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Published: 25 April 1996

416 Pages | 32 illus

6-1/8 x 9-1/4 inches

ISBN: 9780195106534

Also Available In:

Bookseller Code (06)

Facing Facts

Realism in American Thought and Culture, 1850-1920

David E. Shi

"A true poem," Walt Whitman proclaimed in 1852, "is the daily newspaper"--and American culture was never the same again. Like a blast of cold air in a stuffy drawing room, Whitman's campaign to give artistic representation to gritty realities shocked the genteel artistic elite of the 1850s; but the brassy poet's efforts helped generate a revolution in American thought and the arts. Four decades later, Willa Cather could declare that the "public demands realism, and they will have it."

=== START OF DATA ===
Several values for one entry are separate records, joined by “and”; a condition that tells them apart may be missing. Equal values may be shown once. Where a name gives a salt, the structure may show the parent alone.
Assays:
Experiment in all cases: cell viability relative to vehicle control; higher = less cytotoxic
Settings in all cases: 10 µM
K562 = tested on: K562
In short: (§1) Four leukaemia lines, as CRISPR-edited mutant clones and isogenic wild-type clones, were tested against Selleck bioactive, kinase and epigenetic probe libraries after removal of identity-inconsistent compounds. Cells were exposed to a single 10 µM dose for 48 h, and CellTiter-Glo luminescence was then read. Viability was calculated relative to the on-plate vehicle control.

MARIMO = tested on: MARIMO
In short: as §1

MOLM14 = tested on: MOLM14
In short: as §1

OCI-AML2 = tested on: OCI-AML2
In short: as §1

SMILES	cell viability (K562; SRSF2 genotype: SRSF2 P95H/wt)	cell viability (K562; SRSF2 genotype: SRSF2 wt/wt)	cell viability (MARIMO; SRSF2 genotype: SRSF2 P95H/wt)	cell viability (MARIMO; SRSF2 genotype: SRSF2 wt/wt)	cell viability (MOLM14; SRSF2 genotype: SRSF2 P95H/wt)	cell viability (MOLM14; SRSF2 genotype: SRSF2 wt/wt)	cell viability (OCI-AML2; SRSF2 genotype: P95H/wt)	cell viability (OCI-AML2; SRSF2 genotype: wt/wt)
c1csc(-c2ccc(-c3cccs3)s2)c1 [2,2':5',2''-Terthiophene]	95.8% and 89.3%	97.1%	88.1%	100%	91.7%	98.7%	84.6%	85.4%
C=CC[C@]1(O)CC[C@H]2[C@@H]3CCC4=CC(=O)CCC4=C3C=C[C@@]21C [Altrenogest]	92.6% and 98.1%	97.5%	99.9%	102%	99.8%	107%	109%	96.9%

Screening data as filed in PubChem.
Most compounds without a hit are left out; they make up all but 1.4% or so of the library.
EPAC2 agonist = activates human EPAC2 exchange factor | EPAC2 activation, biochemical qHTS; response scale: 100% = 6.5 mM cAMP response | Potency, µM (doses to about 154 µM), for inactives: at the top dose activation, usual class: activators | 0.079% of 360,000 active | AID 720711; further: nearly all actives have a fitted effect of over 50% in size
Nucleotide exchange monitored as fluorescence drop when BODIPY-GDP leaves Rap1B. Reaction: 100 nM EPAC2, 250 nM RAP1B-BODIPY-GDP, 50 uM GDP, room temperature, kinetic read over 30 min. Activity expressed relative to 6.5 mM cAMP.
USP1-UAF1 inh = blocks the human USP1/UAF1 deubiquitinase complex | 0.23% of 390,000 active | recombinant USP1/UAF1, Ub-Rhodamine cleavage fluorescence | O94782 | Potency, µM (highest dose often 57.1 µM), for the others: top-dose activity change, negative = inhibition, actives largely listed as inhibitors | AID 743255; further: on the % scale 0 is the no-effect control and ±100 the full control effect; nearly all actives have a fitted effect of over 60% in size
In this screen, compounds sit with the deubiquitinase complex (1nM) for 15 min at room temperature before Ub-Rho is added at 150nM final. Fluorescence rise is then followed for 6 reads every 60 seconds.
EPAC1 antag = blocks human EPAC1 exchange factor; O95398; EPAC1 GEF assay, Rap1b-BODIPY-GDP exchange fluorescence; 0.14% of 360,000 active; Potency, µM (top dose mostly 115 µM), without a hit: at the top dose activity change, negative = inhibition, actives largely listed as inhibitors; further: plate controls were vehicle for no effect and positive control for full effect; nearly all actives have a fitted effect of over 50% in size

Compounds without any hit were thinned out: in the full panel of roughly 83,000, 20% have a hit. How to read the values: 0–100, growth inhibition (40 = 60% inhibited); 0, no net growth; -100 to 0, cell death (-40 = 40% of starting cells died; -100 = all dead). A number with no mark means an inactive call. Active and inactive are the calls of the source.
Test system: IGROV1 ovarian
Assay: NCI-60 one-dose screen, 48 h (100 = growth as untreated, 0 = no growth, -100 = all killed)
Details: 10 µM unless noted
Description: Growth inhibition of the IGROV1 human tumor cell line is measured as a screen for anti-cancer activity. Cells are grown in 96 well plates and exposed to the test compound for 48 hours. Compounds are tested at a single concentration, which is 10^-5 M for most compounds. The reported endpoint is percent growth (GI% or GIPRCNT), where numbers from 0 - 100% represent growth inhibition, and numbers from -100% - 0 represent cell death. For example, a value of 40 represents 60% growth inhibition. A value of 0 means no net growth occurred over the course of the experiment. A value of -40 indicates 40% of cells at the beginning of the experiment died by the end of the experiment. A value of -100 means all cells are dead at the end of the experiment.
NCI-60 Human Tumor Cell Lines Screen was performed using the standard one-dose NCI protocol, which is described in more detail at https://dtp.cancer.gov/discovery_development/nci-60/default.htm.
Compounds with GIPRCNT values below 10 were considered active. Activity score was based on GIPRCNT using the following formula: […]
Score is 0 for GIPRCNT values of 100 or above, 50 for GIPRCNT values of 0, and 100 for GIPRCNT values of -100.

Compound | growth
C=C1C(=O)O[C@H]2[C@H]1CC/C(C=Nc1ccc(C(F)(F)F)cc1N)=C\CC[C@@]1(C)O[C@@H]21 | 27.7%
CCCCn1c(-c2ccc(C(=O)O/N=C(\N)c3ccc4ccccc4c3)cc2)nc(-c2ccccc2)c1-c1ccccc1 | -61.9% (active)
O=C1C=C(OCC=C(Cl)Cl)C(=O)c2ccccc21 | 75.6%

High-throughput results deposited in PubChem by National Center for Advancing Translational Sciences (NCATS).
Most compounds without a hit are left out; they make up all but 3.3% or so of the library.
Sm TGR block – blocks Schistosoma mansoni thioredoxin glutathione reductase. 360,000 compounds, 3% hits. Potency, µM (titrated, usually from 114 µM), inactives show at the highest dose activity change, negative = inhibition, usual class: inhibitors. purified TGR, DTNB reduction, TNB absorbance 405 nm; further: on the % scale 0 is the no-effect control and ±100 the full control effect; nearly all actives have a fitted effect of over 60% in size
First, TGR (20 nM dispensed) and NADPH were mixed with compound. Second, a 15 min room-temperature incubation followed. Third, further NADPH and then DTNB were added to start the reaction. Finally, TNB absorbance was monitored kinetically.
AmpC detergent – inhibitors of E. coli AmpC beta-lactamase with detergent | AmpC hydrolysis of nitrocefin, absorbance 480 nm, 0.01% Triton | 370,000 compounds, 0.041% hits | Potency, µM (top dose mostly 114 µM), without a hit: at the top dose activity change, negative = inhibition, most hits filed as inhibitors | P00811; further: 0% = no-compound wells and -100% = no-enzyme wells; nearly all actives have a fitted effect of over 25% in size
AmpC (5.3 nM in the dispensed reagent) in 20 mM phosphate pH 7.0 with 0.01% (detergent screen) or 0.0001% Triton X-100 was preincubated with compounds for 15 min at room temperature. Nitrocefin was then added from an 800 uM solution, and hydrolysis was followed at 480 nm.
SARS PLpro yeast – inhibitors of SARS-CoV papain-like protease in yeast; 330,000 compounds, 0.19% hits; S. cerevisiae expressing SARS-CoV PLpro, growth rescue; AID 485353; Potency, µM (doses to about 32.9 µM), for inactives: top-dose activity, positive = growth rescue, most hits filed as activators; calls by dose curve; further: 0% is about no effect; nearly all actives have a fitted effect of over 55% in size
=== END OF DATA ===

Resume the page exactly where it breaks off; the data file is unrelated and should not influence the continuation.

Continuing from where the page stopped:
In Facing Facts, David Shi provides the most comprehensive history to date of the rise of realism in American culture. He vividly captures the character and sweep of this all-encompassing movement--ranging from Winslow Homer to the rise of the Ash Can school, from Horatio Greennough to Louis Sullivan, from Whitman to Henry James to Theodore Dreiser. He begins with a survey of the idealistic sensibility that preveiled during the antebellum years and proceeds through the nineteenth century, tracing the rise of realism in each major area of arts and letters. Along the way, he combines an astute analysis of the movement's essential themes with incisive portraits of its leading practitioners.
Nuanced, detailed, and comprehensive, Facing Facts provides the definitive account of the realist phenomenon, revealing why it played so great a role in American cultural history, and why it retains its perennial fascination.